The Simpson Desert is a vast area of sand dunes located mostly in central Australia, which overlaps into the borders of Queensland and South Australia.
In fact, it is the biggest parallel sand dune in the world shaping into long red waves from the wind.
This uninhabited region is surrounded by Finke River on the west, MacDonnell Ranges and Plenty River in the north, the Mulligan and Diamantina rivers on the east and Lake Eyre on the south.
To get to The Simpson Desert, first book your flight to Australia.
This seemingly endless deep red sand covering 143,000 square kilometers and its weather is one of the driest places on earth. Made of 1,100 parallel sand dunes, the view of the vast red sand is truly unbeatable.
However, contrary to the most assumption, The Simpson Desert is vibrant with animals, plants, and varies of birds, and even underground water that turns the desert into an oasis.
The Simpson Desert’s Facts and Checks
As one of the driest places on Earth, The Simpson Desert’s annual rainfall is recorded at only 150mm-200mm. The weather varies wildly – during the day it may reach up to 50 Celsius, while during the night it may drop to subzero Celsius.
The central desert is uninhibited while the fringes are dotted with many attractions and can be accessed from Alice Springs and have cattle-rising settlements.
The Simpson Desert is home for rare Australian desert animals. Therefore, some of its regions have been protected along the borders of Queensland, Northern Territory, and South Australia.
There are four national parks to protect the biodiversity, which are Simpson Desert National Park, Simpson Desert Conservation Reserve, Simpson Desert Regional Reserve, and Witjira National Park. In order to cross the desert, 4 Wheel drives are mostly used to overcome the thick dunes.
Despite the harsh climate and condition on The Simpson Desert, some creatures have evolved to adapt to the situation. The animals on the Simpson Desert are varied, ranging from mice, snakes, even birds, including the rare fat-tailed marsupial mouse in a conservative area.
One of these animals is Mulgra. It is a tiny nocturnal mouse with many adaptations. Mulgra stays out of the heat by going out during the night to protect their self from the heat and from predators. Still looking like a mouse is The Spinifex Hopping Mouse. It eats grasses, wildflowers, and bugs when necessary and is also nocturnal.
Another adapting animal in The Simpson Desert is the brown snake, which eats small rodents and small rats. Grey Falcon is like the tertiary consumer in the Simpson Desert. They eat small rodents and snake that lives in the desert.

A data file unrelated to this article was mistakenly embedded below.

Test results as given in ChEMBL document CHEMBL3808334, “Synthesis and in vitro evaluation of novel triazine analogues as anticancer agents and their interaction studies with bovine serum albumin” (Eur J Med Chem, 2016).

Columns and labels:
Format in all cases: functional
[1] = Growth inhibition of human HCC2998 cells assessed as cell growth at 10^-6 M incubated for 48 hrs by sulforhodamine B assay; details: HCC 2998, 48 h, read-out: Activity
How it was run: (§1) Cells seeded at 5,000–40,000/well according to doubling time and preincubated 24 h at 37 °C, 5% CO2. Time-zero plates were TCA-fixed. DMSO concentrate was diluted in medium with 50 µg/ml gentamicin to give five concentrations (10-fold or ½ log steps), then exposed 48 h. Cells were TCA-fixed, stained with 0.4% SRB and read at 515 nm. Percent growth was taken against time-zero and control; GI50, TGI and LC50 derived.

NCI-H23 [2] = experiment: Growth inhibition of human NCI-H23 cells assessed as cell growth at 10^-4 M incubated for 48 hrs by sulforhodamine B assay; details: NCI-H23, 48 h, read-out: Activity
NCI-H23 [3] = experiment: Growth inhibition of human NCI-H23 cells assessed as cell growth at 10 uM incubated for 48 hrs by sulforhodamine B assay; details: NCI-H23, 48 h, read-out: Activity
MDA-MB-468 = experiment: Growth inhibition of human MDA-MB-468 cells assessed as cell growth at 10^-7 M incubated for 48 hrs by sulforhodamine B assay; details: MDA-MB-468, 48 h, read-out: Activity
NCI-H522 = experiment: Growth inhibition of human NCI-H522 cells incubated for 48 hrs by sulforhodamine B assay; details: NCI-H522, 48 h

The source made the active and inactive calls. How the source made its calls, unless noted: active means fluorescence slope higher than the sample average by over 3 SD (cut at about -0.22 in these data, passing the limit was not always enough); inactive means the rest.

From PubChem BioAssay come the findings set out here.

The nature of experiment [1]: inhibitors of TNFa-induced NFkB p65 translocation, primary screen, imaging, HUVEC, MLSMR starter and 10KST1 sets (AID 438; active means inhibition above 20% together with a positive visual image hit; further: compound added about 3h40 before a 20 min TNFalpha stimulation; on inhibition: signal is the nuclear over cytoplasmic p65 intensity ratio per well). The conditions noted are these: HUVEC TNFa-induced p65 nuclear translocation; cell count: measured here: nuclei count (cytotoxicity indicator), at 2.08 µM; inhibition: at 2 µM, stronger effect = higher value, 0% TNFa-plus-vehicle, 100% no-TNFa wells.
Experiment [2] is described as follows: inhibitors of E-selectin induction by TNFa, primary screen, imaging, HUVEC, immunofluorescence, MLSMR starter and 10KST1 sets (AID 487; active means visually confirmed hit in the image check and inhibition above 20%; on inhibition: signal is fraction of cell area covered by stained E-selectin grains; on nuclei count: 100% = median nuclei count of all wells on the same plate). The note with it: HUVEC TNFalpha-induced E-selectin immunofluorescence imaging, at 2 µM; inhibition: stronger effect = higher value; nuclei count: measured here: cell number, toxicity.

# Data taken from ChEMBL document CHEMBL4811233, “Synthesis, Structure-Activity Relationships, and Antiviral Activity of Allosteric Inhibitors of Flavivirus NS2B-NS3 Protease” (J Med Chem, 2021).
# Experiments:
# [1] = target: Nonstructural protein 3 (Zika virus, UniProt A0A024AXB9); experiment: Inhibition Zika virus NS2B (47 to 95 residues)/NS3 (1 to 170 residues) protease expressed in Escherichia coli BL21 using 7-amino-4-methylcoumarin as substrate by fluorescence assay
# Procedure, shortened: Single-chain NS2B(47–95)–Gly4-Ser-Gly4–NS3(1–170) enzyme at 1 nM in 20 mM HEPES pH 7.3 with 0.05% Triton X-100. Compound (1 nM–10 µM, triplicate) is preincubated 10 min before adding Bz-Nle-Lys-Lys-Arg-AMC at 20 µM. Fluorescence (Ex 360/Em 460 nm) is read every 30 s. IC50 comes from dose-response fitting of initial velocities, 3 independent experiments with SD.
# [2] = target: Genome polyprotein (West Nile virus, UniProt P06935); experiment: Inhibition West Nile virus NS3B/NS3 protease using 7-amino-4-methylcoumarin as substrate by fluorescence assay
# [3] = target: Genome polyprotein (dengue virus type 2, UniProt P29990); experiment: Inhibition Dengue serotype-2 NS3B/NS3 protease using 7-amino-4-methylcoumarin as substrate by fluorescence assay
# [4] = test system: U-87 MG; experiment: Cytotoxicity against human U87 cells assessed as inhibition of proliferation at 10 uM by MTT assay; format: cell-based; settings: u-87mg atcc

The plants in the Simpson Desert is dominated by Sandhill cane grass and spinifex. These species are highly resistant to drought and growing all over the place. Fun fact about Canegrass is that this plant provides shelter and food for many desert animals and has a long root system that holds many sand dunes together.
Spinifex is almost similar to cane grass. It functions as a stabilizer for the sand dunes and can be found throughout the coastline of Australia and New Zealand.
Touring Simpson Desert
Touring the Simpson Desert is ultimately a once in a lifetime experience. Crossing the sea of endless sand dunes require thoughtful preparations and reconnect fully with nature around.
Being in the middle of the desert with nowhere to be seen, you need to see the beauty of the journey. The tours are available in 7, 9 or 13 days that combines certain tracks to fulfill your adventurous soul. Being one of the largest deserts in the world there, consider touring it when the time is ideal to visit.
May, June, and July are the ideal months to visit the Simpson Desert.
While visiting in June or July, you will be greeted with vast blue skies and the temperature is around 20 Celsius during the day, while during the night the temperatures may reach 0 Celsius.
Therefore, prepare your warm clothes and winter gear. July is also the perfect month to visit this breathtaking desert. On July, you will get the best view of Milky Way and you can sleep underneath the countless stars shining from the sky.
Spending the night in the desert can also be comfortable while touring the Simpson Desert. Some tours provide specifically engineered bathroom pods, hot showers, and flushing toilet. Enjoyable camping tents and equipment are also provided to give you a good night rest.
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